It also has a recreation of Polar Studios, the creative hub set up by Andersson and Ulvaeus in 1978, where Abba recorded three albums (Voulez-Vous, Super Trouper, The Visitors), and the likes of Led Zeppelin, the Ramones and Roxy Music committed work to tape. Alas, this is as close as you can get to the real thing. The studio moved out of its premises in 2004 – a converted former cinema – in a row over rent, and no longer exists. You can, though, still find the relevant bricks and mortar – the giant 1930s Sportpalatset building, at Sankt Eriksgatan 58-60, in the Kungsholmen area. The room where Lay All Your Love on Me and I Have a Dream were laid down is now a gym.
If this is a disappointment for true Abba devotees, Stockholm does serve up one band-related surprise. Although Abba: The Movie – the 1977 drama-documentary that captured the quartet on the road – is largely a document of their Australian tour of the same year, the crucial scene in which the fictional journalist following the band finally meets them was shot in the Swedish capital. Specifically, in the lobby and the lift of the Sheraton hotel – a doughty five-star at Tegelbacken 6, in the central Norrmalm district, which offers double rooms from £106.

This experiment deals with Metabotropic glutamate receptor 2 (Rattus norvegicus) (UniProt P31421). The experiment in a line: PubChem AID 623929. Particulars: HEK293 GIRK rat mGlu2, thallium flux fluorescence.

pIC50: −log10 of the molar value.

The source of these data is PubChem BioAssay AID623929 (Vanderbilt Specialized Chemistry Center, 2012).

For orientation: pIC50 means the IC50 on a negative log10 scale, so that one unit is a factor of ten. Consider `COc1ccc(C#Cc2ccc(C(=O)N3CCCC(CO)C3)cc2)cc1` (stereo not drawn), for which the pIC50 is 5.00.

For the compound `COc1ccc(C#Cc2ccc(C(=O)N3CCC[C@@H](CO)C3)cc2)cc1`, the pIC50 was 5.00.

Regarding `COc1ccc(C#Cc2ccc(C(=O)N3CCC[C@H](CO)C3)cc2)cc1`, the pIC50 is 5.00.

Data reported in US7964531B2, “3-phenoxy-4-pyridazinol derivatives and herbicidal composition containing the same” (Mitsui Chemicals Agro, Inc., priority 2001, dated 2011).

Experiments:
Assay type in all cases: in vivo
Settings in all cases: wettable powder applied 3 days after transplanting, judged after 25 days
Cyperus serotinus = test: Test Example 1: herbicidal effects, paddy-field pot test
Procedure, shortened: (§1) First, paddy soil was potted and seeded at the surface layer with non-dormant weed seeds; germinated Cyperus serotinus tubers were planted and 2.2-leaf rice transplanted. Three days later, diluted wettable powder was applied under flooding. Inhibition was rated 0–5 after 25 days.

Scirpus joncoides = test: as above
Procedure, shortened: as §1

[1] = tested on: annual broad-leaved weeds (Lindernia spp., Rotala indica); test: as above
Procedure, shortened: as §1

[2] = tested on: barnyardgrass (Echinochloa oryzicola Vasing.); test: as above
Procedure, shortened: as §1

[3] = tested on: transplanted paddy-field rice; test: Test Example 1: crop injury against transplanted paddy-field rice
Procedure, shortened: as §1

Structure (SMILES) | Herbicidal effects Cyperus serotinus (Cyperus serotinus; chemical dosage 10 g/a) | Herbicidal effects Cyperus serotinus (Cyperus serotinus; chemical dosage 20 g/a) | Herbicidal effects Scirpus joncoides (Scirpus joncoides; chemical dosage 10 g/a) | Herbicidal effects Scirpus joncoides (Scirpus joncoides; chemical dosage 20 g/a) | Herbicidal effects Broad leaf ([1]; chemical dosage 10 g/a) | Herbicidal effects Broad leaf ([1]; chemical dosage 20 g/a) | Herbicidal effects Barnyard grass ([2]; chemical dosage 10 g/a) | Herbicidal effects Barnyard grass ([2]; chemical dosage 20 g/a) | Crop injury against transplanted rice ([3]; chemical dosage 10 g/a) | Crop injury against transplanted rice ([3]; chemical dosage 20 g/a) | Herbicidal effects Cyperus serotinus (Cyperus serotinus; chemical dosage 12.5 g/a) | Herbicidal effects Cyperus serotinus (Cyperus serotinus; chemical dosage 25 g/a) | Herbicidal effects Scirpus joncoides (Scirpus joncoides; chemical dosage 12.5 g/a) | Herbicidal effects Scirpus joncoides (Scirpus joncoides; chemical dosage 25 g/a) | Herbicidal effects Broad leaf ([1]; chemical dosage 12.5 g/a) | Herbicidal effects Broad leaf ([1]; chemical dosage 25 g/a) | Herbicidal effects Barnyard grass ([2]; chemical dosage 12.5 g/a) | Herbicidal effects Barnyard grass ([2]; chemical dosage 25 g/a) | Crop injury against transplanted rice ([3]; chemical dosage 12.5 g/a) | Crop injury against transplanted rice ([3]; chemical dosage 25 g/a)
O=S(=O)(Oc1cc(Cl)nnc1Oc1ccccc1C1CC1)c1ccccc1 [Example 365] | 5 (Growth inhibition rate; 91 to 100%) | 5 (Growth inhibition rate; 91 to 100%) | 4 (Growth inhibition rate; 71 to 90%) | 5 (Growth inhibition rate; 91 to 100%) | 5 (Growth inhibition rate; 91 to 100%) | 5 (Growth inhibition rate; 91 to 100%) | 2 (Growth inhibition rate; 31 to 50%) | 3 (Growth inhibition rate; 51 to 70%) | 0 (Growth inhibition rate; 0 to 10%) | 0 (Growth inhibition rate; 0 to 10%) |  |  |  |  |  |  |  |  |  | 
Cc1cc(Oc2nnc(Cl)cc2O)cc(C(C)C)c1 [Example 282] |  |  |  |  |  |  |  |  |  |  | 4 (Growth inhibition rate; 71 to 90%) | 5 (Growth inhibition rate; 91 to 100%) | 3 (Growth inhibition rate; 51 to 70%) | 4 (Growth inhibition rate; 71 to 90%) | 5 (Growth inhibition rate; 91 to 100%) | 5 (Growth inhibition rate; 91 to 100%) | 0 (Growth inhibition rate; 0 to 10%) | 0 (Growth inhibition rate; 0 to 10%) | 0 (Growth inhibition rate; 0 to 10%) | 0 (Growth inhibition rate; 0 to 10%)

Abba: The Movie is a curious beast, using the story of one man trying (and eventually managing) to get an interview with the band as the structure that holds together a feast of footage of the foursome in concert. But while the flimsy narrative is invented, both the performances and the scenes of fan hysteria that enveloped them were real – and if you can wait for Australia to emerge from its self-imposed Covid exile, you can retrace the route (Sydney, Perth, Adelaide and Melbourne, in that order). The 15-day Coast to Coast: Indian Pacific Rail and Hamilton Island trip sold by Austravel (020 8106 2405; austravel.com) – from £3,999 per person, with flights – will cover most of the mileage, although you will need an extension to Melbourne, where some of the film’s key moments took place (a civic reception at the town hall; and a gig where 16,000 fans without tickets gathered beyond the fences at the outdoor venue, the Sidney Myer Music Bowl, to listen).